Green Banana Paper founder Matthew Simpson creates jobs in Kosrae

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Green Banana Paper founder Matthew Simpson addresses a crowd of students and community members at the Guam Community College Pacific Daily News

Green Banana Paper founder Matthew Simpson grew up in the United States, but his businesses are all about supporting the community of Kosrae.

During a talk at the Guam Community College, the 33-year-old discussed his journey in starting Green Banana Paper, his fourth entrepreneurial endeavor on the small FSM island state. The paper-making company is one of the only private sector employers in Kosrae, said Simpson.

The teacher-turned-entrepreneur, who created ties on Guam since the 2016 Festival of Pacific Arts, said he would like to see business models that benefit local communities spread to many other places.

“I’m going to teach how we do what we do, and get out a lot of this information,” he said. Simpson hopes that sharing his story will “help other people do similar projects that will work in their locations.”

Strong ethical foundation

Simpson founded Green Banana Paper in 2016 when he found himself “looking to make a bigger impact than teaching.”

The high school teacher was also seeking a solution to the large number of young Kosraeans who would “leave the island to work minimum wage jobs abroad.” According to Simpson, many of them actually wanted to stay in Kosrae but could not find jobs.

After two years of research, Simpson decided to start a company making paper from the fibers of the banana tree — one of Kosrae’s only abundant resources besides fish, he said.

In the Green Banana Paper workforce today, “most of them are young guys and girls,” explained Simpson. “They basically are kids that don’t want to leave the island, don’t want to join the military, aren’t cut out for college maybe, and don’t want to go work at … a minimum wage job in Hawaii. (They) want to stay on the island.”

“They’re the reason why i’m doing it,” he stated.

Varied business ventures

Simpson, a former WorldTeach field director, moved to Kosrae in 2008. After two years of teaching at Kosrae High School, Simpson invested his savings into a snow cone machine. In 2011, he began to sell snow cones, pickled papaya and cheesecakes, for which he used his mother’s recipe.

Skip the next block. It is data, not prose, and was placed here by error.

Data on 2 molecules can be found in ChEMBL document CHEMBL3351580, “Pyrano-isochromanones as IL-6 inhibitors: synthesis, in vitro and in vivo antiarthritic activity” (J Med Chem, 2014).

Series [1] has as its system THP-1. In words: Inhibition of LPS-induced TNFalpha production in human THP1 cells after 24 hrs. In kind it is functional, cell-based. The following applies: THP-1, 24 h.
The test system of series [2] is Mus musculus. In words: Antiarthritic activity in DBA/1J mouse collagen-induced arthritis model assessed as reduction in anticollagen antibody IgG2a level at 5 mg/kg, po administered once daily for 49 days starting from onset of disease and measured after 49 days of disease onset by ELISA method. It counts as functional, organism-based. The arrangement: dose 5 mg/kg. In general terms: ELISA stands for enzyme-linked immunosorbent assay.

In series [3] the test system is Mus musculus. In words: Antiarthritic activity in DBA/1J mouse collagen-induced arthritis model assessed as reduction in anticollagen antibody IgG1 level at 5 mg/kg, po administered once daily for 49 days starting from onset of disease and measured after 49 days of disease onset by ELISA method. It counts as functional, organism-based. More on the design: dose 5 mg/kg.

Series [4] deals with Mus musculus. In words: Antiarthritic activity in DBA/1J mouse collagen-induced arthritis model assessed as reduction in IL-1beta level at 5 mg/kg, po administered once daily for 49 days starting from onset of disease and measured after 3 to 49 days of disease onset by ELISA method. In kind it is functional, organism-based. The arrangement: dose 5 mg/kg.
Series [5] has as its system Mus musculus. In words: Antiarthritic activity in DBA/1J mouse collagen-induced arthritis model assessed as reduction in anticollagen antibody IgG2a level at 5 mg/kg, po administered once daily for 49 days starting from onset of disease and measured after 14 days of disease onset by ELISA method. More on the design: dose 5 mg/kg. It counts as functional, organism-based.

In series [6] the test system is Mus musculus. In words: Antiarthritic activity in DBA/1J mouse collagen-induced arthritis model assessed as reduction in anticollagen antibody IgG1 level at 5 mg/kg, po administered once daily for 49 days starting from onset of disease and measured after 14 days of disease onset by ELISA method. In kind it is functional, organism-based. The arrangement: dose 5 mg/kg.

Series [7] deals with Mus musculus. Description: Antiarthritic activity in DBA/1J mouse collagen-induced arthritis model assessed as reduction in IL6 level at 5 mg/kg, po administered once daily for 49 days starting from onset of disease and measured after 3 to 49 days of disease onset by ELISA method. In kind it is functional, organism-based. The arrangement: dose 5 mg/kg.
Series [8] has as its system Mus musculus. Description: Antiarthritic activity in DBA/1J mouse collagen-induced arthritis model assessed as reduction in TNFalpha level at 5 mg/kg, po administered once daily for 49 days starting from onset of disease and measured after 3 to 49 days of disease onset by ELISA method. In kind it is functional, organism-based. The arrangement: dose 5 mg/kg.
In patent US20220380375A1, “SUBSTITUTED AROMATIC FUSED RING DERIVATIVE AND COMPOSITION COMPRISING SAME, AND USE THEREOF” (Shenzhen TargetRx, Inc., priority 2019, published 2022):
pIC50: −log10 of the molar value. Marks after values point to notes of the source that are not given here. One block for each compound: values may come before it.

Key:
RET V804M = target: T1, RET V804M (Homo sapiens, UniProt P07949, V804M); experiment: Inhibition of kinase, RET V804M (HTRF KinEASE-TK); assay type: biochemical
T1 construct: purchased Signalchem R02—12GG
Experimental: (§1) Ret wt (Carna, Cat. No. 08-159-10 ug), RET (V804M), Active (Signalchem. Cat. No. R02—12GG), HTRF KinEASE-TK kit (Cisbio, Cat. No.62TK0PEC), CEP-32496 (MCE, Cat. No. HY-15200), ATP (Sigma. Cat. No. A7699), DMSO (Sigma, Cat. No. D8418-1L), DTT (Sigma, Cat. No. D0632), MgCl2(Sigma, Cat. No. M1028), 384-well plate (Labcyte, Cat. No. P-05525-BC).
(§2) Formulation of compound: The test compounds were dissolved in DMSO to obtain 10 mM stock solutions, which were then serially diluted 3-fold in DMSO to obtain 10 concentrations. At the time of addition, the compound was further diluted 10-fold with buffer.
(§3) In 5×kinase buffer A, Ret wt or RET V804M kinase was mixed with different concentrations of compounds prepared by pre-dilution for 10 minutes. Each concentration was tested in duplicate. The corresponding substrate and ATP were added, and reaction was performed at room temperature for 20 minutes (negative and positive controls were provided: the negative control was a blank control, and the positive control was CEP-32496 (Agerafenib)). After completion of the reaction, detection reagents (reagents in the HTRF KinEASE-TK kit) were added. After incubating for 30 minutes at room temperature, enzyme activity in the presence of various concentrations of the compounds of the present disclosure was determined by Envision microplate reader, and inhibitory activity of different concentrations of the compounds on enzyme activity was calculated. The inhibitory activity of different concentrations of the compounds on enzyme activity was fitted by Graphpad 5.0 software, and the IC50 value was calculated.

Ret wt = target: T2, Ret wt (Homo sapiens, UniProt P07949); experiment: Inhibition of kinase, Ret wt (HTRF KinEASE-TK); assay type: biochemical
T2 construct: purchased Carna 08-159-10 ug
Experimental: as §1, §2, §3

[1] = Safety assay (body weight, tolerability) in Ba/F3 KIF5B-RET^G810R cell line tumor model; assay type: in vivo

In 2012, Simpson was informed that the Kosraean government lacked access to affordable electronics. In response, Simpson purchased a handful of laptops during an online Black Friday sale and marketed them to local government staffers.

The resulting business, Simpson’s Import Company, continues to meet the island’s technology needs as well as finance the operations at Green Banana Paper. After five years, his newest business venture — and “real passion” — has not yet turned a profit, Simpson said.

Harnessing the internet

Green Banana Paper debuted its products in 2016 on the Kickstarter website and at the Festival of Pacific Arts held on Guam. The $50 wallets made of glue and sustainable paper were an online hit, with Simpson and his team crowdfunding $25,000. The money went towards hiring and training employees and buying several sewing machines, recounted Simpson.

In 2017, the company launched a second Kickstarter campaign for their new stitched, slimmer wallets, which sold at $13 to $15 apiece. This time the team raised $10,000.

GCC students and other community members check out Matthew Simpson’s display of wallets from Green Banana Paper. (Photo: Tamar Celis)

According to Simpson, creating a strong online presence is hard work, but it’s a great way to start a business.

“It’s all about (web) traffic,” he stated. “If you have an idea, put together a video, see if people want it, and then they’ll give you the money.”

Simpson is currently working on adding Banana Paper’s newest products to its already existing Amazon line. “Amazon’s tough to keep up with,” he admitted.

Green Banana Paper is currently one of the only Micronesia-based companies on the popular website, said Simpson.